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Not many students return to school for an advanced degree with plans to remain in their current role, but Shawn Harrel’s job is far from ordinary.

Harrel teaches Digital Media Technology at Summit Technology Academy, a career-focused school in the Lee’s Summit R-7 School District where juniors and seniors spend half of their school day. Students must apply to the program and need a 2.5 GPA, letters of recommendation, and strong essays to be considered.

Harrel’s hands-on course focuses on the ins and outs of audio and video production. Students learn to work in teams to integrate music, graphics, and video technologies for projects in their communities.

“The class I teach is constantly changing due to improved technology so it will always be fresh,” he said. “It’s exciting to prepare students for careers and employment. We do a lot of real-world, project-based learning, and that always keeps the job interesting.”

This is far from the typical teaching job, but Harrel feels right at home.

“[It’s] a dream come true to teach here,” Harrel said. “I am really working in a perfect job that I have no intention of leaving any time soon.”

So why did Harrel decide to enroll in Baker’s Doctor of Education in Instructional Design and Performance Technology (EdD in IDPT) program?

“I’m eager to expand my knowledge to improve on the content I’m currently teaching,” he said. “I hope to make a bigger impact with an EdD—for students in my class, in the district as a whole, and beyond.”

Although Harrel’s decision to pursue a doctorate was driven internally, a teaching award prompted him to think about his future in education. In 2018, he was honored with an Excellence in Teaching award from his school district. Teachers who win this award are also nominated for Teacher of the Year.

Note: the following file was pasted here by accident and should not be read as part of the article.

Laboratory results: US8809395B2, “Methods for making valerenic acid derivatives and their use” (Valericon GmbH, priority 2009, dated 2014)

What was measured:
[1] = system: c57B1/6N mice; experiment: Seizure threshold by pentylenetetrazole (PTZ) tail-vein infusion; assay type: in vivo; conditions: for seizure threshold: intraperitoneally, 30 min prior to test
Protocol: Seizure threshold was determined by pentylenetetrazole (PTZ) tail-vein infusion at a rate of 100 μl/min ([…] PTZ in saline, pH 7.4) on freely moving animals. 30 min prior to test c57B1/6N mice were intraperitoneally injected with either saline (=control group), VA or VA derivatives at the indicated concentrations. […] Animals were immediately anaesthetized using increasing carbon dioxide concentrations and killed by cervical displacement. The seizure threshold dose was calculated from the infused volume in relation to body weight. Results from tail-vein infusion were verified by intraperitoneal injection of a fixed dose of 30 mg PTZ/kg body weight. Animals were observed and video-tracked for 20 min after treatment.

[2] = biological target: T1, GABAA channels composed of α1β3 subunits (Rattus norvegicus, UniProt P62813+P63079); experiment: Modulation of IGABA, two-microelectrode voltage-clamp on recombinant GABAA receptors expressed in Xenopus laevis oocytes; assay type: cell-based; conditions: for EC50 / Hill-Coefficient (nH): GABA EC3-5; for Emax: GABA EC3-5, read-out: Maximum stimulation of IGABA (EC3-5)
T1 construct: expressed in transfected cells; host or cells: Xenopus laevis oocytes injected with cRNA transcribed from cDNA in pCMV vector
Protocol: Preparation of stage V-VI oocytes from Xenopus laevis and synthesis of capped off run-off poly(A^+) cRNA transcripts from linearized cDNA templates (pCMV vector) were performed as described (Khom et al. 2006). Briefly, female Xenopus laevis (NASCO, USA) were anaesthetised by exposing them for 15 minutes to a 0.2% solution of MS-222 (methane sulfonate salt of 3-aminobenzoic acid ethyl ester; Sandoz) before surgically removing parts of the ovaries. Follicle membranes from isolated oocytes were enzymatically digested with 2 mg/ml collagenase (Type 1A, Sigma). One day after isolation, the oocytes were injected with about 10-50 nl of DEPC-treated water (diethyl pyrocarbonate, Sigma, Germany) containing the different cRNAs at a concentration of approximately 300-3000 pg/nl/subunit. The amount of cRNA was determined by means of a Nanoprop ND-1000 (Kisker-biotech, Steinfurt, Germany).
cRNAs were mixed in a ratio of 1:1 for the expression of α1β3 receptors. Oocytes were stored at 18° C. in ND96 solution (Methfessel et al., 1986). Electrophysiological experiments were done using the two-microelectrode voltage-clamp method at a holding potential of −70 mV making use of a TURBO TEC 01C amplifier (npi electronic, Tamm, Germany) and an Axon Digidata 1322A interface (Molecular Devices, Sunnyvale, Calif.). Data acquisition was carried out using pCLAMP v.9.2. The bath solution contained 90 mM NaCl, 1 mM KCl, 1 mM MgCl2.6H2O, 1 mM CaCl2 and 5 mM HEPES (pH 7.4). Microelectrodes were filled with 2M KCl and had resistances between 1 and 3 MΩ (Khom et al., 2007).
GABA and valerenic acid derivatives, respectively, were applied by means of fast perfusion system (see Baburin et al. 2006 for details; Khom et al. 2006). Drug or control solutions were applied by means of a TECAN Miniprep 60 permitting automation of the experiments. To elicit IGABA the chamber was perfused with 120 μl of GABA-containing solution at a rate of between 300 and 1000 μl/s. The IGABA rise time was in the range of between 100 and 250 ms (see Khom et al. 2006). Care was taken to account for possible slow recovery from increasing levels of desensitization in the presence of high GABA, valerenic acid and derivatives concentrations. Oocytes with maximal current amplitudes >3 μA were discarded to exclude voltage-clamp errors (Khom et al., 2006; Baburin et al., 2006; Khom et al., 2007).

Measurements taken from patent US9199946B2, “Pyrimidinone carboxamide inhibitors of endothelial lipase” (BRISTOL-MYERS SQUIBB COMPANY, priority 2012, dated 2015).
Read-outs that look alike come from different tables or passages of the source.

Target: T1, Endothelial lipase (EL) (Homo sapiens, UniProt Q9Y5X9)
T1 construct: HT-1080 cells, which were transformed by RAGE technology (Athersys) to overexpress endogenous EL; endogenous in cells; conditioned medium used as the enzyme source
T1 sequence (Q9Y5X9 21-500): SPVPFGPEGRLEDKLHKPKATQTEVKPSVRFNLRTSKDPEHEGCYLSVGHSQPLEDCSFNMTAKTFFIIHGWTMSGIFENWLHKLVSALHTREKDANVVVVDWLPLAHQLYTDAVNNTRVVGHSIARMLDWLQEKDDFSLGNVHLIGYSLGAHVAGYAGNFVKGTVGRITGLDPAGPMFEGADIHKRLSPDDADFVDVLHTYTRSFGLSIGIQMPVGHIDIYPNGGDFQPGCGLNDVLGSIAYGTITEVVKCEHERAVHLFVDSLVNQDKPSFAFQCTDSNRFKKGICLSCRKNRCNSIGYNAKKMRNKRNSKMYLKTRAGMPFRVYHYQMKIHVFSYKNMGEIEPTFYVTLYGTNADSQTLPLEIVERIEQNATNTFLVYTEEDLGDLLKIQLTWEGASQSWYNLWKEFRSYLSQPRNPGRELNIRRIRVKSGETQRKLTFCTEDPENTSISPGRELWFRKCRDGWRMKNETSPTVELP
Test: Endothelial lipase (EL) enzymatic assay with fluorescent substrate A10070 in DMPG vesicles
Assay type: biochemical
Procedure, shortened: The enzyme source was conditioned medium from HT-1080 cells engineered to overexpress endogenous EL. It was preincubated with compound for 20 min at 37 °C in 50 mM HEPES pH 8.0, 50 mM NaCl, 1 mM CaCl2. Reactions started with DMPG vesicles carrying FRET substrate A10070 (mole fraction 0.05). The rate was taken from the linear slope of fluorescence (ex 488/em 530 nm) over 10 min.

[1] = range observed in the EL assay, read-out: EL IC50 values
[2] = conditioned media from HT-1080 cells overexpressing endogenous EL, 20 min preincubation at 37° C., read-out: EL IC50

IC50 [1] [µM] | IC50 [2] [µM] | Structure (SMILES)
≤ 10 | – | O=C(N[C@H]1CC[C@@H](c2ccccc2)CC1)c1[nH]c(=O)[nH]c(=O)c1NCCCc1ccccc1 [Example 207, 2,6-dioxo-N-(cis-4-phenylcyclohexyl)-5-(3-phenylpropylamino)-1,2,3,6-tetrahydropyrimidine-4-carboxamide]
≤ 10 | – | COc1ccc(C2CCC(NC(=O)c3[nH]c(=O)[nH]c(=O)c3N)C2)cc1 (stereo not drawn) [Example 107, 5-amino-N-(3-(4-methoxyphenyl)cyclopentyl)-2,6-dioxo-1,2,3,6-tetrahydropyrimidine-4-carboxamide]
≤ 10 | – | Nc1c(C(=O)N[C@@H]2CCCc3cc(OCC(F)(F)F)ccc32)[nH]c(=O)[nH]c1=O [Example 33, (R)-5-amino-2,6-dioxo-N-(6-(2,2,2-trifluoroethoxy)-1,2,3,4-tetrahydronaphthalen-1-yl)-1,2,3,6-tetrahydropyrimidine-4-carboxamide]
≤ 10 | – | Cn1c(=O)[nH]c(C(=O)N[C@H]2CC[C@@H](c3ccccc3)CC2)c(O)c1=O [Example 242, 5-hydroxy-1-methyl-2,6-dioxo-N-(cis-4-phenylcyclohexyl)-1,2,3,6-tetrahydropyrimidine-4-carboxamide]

“This honor acted as a bit of a turning point for me, as I could step back and feel like I was doing well in the classroom, and I could look beyond what I’m currently doing to the next level of education by pursing the EdD in IDPT,” he said.

Harrel’s wife, Jamie, was also honored with an Excellence in Teaching award that year. She teaches first grade in the Lee’s Summit district and is also Baker built. She earned her Master of Arts in Education in 2016 and is the best teacher Harrel knows.

The experience of Harrel’s wife during her master’s program made Baker the natural choice for his doctoral degree. He was also drawn to Baker’s EdD program because of the flexible schedule and program recognition.

“Baker is recognized as a leader in EdD, and many of my favorite administrators and bosses have their degrees from Baker as well,” Harrel said. “I wanted to make sure I had a degree from a recognized university with a track record of quality doctoral students.”

While Harrel is only a year into the program, he said he can already attest to the relevancy of the course work.

“The key feature of the course work I’ve done so far is that all of it is immediately relevant to my teaching job,” he said. “Even if it doesn’t seem relevant on the surface, it’s really easy to approach everything with the mindset of ‘how can I make this relevant to me and the students I teach?’ Because of that, I find I’m already changing my teaching practice and making improvements in the content I create for my students’ learning.”

One of the aspects of the program Harrel appreciates most has been expanding his professional network by getting to know professors and classmates.

“This will be a growing and useful resource as I continue in the program,” he said. “I’m looking forward to my field experience, and I’m certain that will be an opportunity to expand my network and broaden my experience.”

While managing a job and schoolwork is challenging enough, Harrel has managed to squeeze in a few more responsibilities. He’s a radio announcer for KCUR 89.3. He works as a part-time video editor and producer for the school district, and in the fall, he serves as an adjunct instructor at the University of Missouri at Kansas City, teaching instrumental arranging. He also coordinates the electronic music composition contest for the Missouri Music Educators Association.

Adding course work and research for a doctoral degree? No problem.

“I’ve always kept busy, even without pursuing this degree,” said Harrel. “I’ll be more cautious about my extra-duty work in the future. It really does help that everything I’m working on is applicable to my job, so it just feels like I’m getting better at work the more that I learn.”

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